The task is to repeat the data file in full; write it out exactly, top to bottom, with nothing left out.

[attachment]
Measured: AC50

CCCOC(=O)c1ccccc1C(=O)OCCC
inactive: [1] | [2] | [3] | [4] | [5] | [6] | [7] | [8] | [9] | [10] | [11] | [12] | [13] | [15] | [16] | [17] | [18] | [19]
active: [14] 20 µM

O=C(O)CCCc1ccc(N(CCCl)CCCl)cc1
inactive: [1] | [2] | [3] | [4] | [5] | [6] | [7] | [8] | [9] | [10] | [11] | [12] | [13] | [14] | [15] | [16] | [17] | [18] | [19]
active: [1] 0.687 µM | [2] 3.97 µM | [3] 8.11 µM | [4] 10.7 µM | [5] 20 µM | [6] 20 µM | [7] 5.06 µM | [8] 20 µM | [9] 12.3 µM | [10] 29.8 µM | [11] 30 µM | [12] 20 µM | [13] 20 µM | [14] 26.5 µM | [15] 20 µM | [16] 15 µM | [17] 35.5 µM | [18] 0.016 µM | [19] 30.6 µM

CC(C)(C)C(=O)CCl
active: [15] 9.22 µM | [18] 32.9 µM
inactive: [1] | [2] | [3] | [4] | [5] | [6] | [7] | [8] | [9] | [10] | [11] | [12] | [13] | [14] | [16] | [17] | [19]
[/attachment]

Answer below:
Measured: AC50

CCCOC(=O)c1ccccc1C(=O)OCCC
inactive: [1] | [2] | [3] | [4] | [5] | [6] | [7] | [8] | [9] | [10] | [11] | [12] | [13] | [15] | [16] | [17] | [18] | [19]
active: [14] 20 µM

O=C(O)CCCc1ccc(N(CCCl)CCCl)cc1
inactive: [1] | [2] | [3] | [4] | [5] | [6] | [7] | [8] | [9] | [10] | [11] | [12] | [13] | [14] | [15] | [16] | [17] | [18] | [19]
active: [1] 0.687 µM | [2] 3.97 µM | [3] 8.11 µM | [4] 10.7 µM | [5] 20 µM | [6] 20 µM | [7] 5.06 µM | [8] 20 µM | [9] 12.3 µM | [10] 29.8 µM | [11] 30 µM | [12] 20 µM | [13] 20 µM | [14] 26.5 µM | [15] 20 µM | [16] 15 µM | [17] 35.5 µM | [18] 0.016 µM | [19] 30.6 µM

CC(C)(C)C(=O)CCl
active: [15] 9.22 µM | [18] 32.9 µM
inactive: [1] | [2] | [3] | [4] | [5] | [6] | [7] | [8] | [9] | [10] | [11] | [12] | [13] | [14] | [16] | [17] | [19]